SACRAMENTO, Calif. -- Two days of rain have helped firefighters finally get the upper hand on the worst wildfire in California history. The Camp Fire in Northern California this month has killed at least 84 people.
Bill Blevins spoke to CBS News from his hospital bed as he was still recovering from third-degree burns he suffered while trying to escape the blaze.
Flames had surrounded the home he was visiting -- and the only way out was to go through them.
"The car was actually on fire," Blevins said. He said they were thinking that running back to the house was the only thing they could do: "If we can keep the house from catching fire then we might be able to survive."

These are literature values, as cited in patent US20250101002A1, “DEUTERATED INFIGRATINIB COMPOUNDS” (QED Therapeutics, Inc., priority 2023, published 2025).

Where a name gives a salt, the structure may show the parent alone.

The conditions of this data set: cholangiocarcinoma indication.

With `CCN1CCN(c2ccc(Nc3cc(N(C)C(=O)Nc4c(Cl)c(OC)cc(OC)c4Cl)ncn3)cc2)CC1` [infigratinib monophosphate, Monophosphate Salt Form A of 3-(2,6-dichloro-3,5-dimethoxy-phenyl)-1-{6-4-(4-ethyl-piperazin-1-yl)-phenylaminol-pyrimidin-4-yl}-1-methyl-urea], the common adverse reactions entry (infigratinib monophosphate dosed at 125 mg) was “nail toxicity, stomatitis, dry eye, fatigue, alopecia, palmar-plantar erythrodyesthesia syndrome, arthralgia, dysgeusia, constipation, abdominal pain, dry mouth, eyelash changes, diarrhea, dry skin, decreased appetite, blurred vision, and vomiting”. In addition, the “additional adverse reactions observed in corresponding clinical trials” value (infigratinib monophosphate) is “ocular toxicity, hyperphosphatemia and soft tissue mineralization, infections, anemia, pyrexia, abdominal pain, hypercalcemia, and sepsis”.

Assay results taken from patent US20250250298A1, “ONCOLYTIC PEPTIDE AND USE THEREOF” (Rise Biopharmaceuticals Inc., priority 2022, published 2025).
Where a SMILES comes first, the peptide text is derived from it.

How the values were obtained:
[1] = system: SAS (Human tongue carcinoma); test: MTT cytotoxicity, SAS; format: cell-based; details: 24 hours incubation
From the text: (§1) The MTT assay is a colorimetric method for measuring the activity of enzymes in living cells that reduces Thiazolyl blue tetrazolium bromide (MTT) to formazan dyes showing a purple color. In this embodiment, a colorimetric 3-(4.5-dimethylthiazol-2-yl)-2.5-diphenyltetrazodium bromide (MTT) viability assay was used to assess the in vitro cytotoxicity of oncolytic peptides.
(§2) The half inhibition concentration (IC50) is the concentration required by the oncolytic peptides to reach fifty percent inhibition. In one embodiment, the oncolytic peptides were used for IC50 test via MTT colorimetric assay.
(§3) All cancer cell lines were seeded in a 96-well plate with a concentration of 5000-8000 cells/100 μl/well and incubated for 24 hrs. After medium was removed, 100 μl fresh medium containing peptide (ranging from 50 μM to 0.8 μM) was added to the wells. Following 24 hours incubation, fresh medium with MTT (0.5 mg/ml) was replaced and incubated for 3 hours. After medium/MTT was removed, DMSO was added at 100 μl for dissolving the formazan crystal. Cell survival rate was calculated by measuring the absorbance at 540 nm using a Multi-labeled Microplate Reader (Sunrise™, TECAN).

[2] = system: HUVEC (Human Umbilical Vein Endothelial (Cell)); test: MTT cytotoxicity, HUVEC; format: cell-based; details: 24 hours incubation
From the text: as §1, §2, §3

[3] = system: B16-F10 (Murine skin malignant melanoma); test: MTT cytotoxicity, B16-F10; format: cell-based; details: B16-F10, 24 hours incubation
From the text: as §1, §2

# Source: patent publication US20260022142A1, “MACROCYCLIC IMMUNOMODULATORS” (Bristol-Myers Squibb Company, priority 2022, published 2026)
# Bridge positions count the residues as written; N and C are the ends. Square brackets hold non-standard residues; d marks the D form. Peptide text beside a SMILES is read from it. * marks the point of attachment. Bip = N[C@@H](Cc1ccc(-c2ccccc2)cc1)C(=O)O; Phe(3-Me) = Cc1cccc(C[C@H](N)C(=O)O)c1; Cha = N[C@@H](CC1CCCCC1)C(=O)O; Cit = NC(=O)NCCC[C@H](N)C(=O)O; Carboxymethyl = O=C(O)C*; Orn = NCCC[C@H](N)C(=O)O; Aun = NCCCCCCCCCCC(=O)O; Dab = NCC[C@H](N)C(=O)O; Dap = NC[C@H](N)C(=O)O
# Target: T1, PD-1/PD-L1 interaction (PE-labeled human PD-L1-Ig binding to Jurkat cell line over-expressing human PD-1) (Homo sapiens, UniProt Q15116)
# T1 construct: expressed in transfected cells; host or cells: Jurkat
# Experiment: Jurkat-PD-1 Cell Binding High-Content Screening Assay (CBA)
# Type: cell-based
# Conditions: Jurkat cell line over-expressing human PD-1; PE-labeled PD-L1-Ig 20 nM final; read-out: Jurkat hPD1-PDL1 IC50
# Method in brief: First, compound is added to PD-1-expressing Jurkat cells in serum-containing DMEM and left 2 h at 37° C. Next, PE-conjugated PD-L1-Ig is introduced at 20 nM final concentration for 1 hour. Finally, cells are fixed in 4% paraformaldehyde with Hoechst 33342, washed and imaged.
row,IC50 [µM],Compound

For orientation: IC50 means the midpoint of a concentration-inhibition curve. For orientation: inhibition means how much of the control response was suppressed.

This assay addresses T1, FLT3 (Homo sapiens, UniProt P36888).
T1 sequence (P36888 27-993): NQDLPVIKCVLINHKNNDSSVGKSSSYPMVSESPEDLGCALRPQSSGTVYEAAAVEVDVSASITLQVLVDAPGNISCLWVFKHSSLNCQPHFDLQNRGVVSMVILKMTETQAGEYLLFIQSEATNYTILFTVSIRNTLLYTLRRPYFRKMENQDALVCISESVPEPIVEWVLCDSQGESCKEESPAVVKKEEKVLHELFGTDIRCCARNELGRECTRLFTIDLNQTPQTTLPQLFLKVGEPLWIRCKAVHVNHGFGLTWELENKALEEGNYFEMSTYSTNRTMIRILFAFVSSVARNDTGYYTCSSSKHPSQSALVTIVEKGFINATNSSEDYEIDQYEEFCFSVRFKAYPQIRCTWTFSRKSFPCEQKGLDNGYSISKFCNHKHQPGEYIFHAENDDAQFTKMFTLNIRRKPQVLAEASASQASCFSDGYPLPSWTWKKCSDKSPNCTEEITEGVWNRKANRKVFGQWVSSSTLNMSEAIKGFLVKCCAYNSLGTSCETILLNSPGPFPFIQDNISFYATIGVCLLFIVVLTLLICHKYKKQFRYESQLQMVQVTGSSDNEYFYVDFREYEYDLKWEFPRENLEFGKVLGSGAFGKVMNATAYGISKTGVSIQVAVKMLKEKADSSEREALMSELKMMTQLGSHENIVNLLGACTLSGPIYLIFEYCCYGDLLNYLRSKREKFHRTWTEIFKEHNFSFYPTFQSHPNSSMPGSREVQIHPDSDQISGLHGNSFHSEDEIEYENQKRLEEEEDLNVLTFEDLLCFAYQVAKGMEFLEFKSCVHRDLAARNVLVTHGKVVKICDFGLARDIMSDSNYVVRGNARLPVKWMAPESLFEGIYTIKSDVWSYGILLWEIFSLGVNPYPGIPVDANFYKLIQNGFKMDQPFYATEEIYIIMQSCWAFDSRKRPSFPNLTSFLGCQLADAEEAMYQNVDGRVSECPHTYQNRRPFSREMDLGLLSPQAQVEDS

He said running through the flames was the scariest moment of his life.
"The flames burnt my face and my hands -- the flames coming across the road were like a blow torch," Blevins said.
They used garden hoses to keep hoses to fend off the flames.
"I was watching all of the homes around us just burn to the ground," Blevins said. "Then all of a sudden it set in that, 'Oh my God, I'm burnt bad. The skin is melting off my hands.'"
"I called my wife and I told her, 'Look babe, we're stranded. We're stuck in the middle of this fire. We have no way out and I don't know if I'm ever going to see you again. I love you ... and I don't know if this is going to be my last day or not.'"
Despite the burns, Blevins and his friend were able to keep the fire at bay long enough for firefighters to finally rescue them.
"I think that we're very lucky to be alive today because there are a lot of people that didn't make it out," Blevins said. "They perished in their homes or they perished in their cars trying to get out of there."
There are still .